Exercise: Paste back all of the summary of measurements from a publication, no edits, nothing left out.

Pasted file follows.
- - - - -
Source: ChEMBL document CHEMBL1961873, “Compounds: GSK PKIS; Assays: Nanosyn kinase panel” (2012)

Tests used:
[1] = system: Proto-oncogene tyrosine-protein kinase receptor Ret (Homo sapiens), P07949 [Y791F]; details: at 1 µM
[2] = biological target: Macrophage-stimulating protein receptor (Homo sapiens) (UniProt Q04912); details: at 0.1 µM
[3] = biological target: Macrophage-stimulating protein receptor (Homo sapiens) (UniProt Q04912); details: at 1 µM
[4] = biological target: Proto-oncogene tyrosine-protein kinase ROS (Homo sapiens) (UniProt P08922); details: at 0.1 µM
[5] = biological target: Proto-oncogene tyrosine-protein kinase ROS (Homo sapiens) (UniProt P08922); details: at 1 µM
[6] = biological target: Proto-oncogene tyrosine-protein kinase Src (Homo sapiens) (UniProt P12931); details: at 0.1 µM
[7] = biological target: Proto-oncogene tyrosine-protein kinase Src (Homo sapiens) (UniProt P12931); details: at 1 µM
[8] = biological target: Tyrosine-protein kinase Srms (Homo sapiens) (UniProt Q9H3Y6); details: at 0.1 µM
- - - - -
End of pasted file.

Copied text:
Source: ChEMBL document CHEMBL1961873, “Compounds: GSK PKIS; Assays: Nanosyn kinase panel” (2012)

Tests used:
[1] = system: Proto-oncogene tyrosine-protein kinase receptor Ret (Homo sapiens), P07949 [Y791F]; details: at 1 µM
[2] = biological target: Macrophage-stimulating protein receptor (Homo sapiens) (UniProt Q04912); details: at 0.1 µM
[3] = biological target: Macrophage-stimulating protein receptor (Homo sapiens) (UniProt Q04912); details: at 1 µM
[4] = biological target: Proto-oncogene tyrosine-protein kinase ROS (Homo sapiens) (UniProt P08922); details: at 0.1 µM
[5] = biological target: Proto-oncogene tyrosine-protein kinase ROS (Homo sapiens) (UniProt P08922); details: at 1 µM
[6] = biological target: Proto-oncogene tyrosine-protein kinase Src (Homo sapiens) (UniProt P12931); details: at 0.1 µM
[7] = biological target: Proto-oncogene tyrosine-protein kinase Src (Homo sapiens) (UniProt P12931); details: at 1 µM
[8] = biological target: Tyrosine-protein kinase Srms (Homo sapiens) (UniProt Q9H3Y6); details: at 0.1 µM